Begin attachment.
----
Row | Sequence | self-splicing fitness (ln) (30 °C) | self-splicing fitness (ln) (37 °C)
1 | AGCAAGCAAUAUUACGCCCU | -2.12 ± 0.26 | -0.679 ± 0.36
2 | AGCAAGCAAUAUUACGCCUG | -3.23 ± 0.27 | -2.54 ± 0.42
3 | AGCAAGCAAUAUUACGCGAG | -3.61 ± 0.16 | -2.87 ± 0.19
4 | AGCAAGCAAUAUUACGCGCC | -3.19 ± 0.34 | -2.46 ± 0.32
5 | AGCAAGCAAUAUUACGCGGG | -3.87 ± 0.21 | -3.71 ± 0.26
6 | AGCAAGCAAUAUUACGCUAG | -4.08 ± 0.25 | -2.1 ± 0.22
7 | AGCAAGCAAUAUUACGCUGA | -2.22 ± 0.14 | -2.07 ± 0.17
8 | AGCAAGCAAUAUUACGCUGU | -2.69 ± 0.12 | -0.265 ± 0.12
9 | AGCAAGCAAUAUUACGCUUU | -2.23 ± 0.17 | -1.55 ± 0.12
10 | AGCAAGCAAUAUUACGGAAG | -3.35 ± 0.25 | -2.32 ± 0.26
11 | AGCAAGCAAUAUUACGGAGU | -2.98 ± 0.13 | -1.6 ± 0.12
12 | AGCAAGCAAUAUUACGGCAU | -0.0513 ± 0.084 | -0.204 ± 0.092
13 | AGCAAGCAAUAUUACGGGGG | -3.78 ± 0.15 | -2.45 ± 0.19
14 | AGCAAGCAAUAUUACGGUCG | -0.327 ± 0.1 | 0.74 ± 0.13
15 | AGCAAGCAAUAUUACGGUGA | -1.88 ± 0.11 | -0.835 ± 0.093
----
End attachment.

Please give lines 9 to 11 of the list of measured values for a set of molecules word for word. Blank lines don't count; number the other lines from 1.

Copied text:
8 | AGCAAGCAAUAUUACGCUGU | -2.69 ± 0.12 | -0.265 ± 0.12
9 | AGCAAGCAAUAUUACGCUUU | -2.23 ± 0.17 | -1.55 ± 0.12
10 | AGCAAGCAAUAUUACGGAAG | -3.35 ± 0.25 | -2.32 ± 0.26